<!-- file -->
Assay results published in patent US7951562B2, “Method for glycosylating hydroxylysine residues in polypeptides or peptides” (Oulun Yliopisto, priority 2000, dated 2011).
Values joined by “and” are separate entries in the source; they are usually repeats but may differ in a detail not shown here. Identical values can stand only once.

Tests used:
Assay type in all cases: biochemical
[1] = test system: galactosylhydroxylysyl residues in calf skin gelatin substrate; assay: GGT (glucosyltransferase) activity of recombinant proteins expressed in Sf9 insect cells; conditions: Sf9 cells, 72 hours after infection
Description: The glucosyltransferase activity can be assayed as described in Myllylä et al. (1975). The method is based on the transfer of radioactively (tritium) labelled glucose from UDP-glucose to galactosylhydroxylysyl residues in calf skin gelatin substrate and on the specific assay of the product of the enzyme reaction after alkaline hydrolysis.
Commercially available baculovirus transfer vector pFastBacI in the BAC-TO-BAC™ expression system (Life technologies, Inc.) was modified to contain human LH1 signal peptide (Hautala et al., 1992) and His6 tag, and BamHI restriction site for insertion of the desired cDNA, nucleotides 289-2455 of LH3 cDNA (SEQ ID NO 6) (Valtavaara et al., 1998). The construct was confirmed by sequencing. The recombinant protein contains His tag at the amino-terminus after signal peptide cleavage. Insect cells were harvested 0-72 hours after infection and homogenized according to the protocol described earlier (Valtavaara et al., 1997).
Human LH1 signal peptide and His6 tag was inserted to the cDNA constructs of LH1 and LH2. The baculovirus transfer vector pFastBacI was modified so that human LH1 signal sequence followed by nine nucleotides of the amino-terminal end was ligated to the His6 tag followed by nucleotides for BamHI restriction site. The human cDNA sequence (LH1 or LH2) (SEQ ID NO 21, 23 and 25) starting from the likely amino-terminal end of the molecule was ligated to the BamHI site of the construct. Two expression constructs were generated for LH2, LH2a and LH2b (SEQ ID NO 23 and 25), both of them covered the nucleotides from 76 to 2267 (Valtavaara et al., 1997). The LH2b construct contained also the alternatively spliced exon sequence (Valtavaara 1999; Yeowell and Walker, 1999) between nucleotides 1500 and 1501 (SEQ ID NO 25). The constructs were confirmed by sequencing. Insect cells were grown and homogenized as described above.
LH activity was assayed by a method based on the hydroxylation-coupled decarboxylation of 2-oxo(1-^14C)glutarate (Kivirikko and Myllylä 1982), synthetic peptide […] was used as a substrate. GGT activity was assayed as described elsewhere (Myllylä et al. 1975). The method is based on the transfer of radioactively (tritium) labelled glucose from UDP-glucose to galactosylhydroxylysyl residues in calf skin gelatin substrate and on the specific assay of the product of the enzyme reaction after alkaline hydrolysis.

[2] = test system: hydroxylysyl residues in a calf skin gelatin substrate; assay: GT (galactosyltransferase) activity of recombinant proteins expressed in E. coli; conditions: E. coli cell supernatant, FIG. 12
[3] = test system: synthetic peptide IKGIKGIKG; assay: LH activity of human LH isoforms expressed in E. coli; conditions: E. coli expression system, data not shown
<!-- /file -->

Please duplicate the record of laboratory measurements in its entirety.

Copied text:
Assay results published in patent US7951562B2, “Method for glycosylating hydroxylysine residues in polypeptides or peptides” (Oulun Yliopisto, priority 2000, dated 2011).
Values joined by “and” are separate entries in the source; they are usually repeats but may differ in a detail not shown here. Identical values can stand only once.

Tests used:
Assay type in all cases: biochemical
[1] = test system: galactosylhydroxylysyl residues in calf skin gelatin substrate; assay: GGT (glucosyltransferase) activity of recombinant proteins expressed in Sf9 insect cells; conditions: Sf9 cells, 72 hours after infection
Description: The glucosyltransferase activity can be assayed as described in Myllylä et al. (1975). The method is based on the transfer of radioactively (tritium) labelled glucose from UDP-glucose to galactosylhydroxylysyl residues in calf skin gelatin substrate and on the specific assay of the product of the enzyme reaction after alkaline hydrolysis.
Commercially available baculovirus transfer vector pFastBacI in the BAC-TO-BAC™ expression system (Life technologies, Inc.) was modified to contain human LH1 signal peptide (Hautala et al., 1992) and His6 tag, and BamHI restriction site for insertion of the desired cDNA, nucleotides 289-2455 of LH3 cDNA (SEQ ID NO 6) (Valtavaara et al., 1998). The construct was confirmed by sequencing. The recombinant protein contains His tag at the amino-terminus after signal peptide cleavage. Insect cells were harvested 0-72 hours after infection and homogenized according to the protocol described earlier (Valtavaara et al., 1997).
Human LH1 signal peptide and His6 tag was inserted to the cDNA constructs of LH1 and LH2. The baculovirus transfer vector pFastBacI was modified so that human LH1 signal sequence followed by nine nucleotides of the amino-terminal end was ligated to the His6 tag followed by nucleotides for BamHI restriction site. The human cDNA sequence (LH1 or LH2) (SEQ ID NO 21, 23 and 25) starting from the likely amino-terminal end of the molecule was ligated to the BamHI site of the construct. Two expression constructs were generated for LH2, LH2a and LH2b (SEQ ID NO 23 and 25), both of them covered the nucleotides from 76 to 2267 (Valtavaara et al., 1997). The LH2b construct contained also the alternatively spliced exon sequence (Valtavaara 1999; Yeowell and Walker, 1999) between nucleotides 1500 and 1501 (SEQ ID NO 25). The constructs were confirmed by sequencing. Insect cells were grown and homogenized as described above.
LH activity was assayed by a method based on the hydroxylation-coupled decarboxylation of 2-oxo(1-^14C)glutarate (Kivirikko and Myllylä 1982), synthetic peptide […] was used as a substrate. GGT activity was assayed as described elsewhere (Myllylä et al. 1975). The method is based on the transfer of radioactively (tritium) labelled glucose from UDP-glucose to galactosylhydroxylysyl residues in calf skin gelatin substrate and on the specific assay of the product of the enzyme reaction after alkaline hydrolysis.

[2] = test system: hydroxylysyl residues in a calf skin gelatin substrate; assay: GT (galactosyltransferase) activity of recombinant proteins expressed in E. coli; conditions: E. coli cell supernatant, FIG. 12
[3] = test system: synthetic peptide IKGIKGIKG; assay: LH activity of human LH isoforms expressed in E. coli; conditions: E. coli expression system, data not shown